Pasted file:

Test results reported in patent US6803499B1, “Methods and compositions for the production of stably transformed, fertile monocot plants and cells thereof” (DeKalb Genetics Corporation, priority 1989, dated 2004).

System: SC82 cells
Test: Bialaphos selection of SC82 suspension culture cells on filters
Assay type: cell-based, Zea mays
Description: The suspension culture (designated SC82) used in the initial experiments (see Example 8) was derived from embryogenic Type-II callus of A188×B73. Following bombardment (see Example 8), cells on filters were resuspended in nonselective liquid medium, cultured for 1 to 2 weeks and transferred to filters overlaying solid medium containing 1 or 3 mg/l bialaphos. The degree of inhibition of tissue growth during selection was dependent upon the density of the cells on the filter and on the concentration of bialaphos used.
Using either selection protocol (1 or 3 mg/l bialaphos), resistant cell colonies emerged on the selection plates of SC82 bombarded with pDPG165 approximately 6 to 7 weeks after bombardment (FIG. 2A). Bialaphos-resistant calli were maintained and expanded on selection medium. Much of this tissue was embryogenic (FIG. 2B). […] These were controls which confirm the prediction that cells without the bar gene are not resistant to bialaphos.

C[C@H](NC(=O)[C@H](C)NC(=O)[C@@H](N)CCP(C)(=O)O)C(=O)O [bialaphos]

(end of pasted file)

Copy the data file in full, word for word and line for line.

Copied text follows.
Test results reported in patent US6803499B1, “Methods and compositions for the production of stably transformed, fertile monocot plants and cells thereof” (DeKalb Genetics Corporation, priority 1989, dated 2004).

System: SC82 cells
Test: Bialaphos selection of SC82 suspension culture cells on filters
Assay type: cell-based, Zea mays
Description: The suspension culture (designated SC82) used in the initial experiments (see Example 8) was derived from embryogenic Type-II callus of A188×B73. Following bombardment (see Example 8), cells on filters were resuspended in nonselective liquid medium, cultured for 1 to 2 weeks and transferred to filters overlaying solid medium containing 1 or 3 mg/l bialaphos. The degree of inhibition of tissue growth during selection was dependent upon the density of the cells on the filter and on the concentration of bialaphos used.
Using either selection protocol (1 or 3 mg/l bialaphos), resistant cell colonies emerged on the selection plates of SC82 bombarded with pDPG165 approximately 6 to 7 weeks after bombardment (FIG. 2A). Bialaphos-resistant calli were maintained and expanded on selection medium. Much of this tissue was embryogenic (FIG. 2B). […] These were controls which confirm the prediction that cells without the bar gene are not resistant to bialaphos.

C[C@H](NC(=O)[C@H](C)NC(=O)[C@@H](N)CCP(C)(=O)O)C(=O)O [bialaphos]